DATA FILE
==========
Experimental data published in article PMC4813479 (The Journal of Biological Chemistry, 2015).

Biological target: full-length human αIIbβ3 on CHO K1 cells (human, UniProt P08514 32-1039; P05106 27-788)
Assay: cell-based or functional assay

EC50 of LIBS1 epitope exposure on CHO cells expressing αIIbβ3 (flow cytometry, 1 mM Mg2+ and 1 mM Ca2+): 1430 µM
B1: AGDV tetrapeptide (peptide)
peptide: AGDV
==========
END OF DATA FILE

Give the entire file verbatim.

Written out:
Experimental data published in article PMC4813479 (The Journal of Biological Chemistry, 2015).

Biological target: full-length human αIIbβ3 on CHO K1 cells (human, UniProt P08514 32-1039; P05106 27-788)
Assay: cell-based or functional assay

EC50 of LIBS1 epitope exposure on CHO cells expressing αIIbβ3 (flow cytometry, 1 mM Mg2+ and 1 mM Ca2+): 1430 µM
B1: AGDV tetrapeptide (peptide)
peptide: AGDV